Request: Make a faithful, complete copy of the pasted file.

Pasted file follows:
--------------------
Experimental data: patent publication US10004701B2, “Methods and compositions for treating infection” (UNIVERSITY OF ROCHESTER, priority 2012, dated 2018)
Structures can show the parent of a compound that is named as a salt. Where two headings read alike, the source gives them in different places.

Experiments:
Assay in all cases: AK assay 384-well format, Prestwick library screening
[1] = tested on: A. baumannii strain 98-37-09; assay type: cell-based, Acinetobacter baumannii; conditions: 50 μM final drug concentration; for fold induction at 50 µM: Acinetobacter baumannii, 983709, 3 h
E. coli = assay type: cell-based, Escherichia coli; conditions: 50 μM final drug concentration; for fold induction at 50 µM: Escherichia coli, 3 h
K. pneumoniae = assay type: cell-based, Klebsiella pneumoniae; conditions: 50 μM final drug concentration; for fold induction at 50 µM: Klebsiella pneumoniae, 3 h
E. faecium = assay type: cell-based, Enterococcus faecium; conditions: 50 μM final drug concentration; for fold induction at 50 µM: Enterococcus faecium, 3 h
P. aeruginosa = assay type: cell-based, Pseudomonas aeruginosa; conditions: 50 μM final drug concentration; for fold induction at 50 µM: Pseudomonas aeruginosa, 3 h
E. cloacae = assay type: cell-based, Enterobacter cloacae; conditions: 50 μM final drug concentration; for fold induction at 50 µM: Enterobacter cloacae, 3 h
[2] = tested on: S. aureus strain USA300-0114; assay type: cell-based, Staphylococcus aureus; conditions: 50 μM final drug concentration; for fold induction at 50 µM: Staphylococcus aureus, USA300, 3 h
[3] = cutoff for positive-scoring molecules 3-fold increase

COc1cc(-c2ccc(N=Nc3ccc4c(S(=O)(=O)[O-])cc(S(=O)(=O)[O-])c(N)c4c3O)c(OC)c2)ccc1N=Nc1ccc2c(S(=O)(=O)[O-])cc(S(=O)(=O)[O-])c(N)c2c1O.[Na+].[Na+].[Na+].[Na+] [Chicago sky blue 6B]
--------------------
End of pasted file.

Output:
Experimental data: patent publication US10004701B2, “Methods and compositions for treating infection” (UNIVERSITY OF ROCHESTER, priority 2012, dated 2018)
Structures can show the parent of a compound that is named as a salt. Where two headings read alike, the source gives them in different places.

Experiments:
Assay in all cases: AK assay 384-well format, Prestwick library screening
[1] = tested on: A. baumannii strain 98-37-09; assay type: cell-based, Acinetobacter baumannii; conditions: 50 μM final drug concentration; for fold induction at 50 µM: Acinetobacter baumannii, 983709, 3 h
E. coli = assay type: cell-based, Escherichia coli; conditions: 50 μM final drug concentration; for fold induction at 50 µM: Escherichia coli, 3 h
K. pneumoniae = assay type: cell-based, Klebsiella pneumoniae; conditions: 50 μM final drug concentration; for fold induction at 50 µM: Klebsiella pneumoniae, 3 h
E. faecium = assay type: cell-based, Enterococcus faecium; conditions: 50 μM final drug concentration; for fold induction at 50 µM: Enterococcus faecium, 3 h
P. aeruginosa = assay type: cell-based, Pseudomonas aeruginosa; conditions: 50 μM final drug concentration; for fold induction at 50 µM: Pseudomonas aeruginosa, 3 h
E. cloacae = assay type: cell-based, Enterobacter cloacae; conditions: 50 μM final drug concentration; for fold induction at 50 µM: Enterobacter cloacae, 3 h
[2] = tested on: S. aureus strain USA300-0114; assay type: cell-based, Staphylococcus aureus; conditions: 50 μM final drug concentration; for fold induction at 50 µM: Staphylococcus aureus, USA300, 3 h
[3] = cutoff for positive-scoring molecules 3-fold increase

COc1cc(-c2ccc(N=Nc3ccc4c(S(=O)(=O)[O-])cc(S(=O)(=O)[O-])c(N)c4c3O)c(OC)c2)ccc1N=Nc1ccc2c(S(=O)(=O)[O-])cc(S(=O)(=O)[O-])c(N)c2c1O.[Na+].[Na+].[Na+].[Na+] [Chicago sky blue 6B]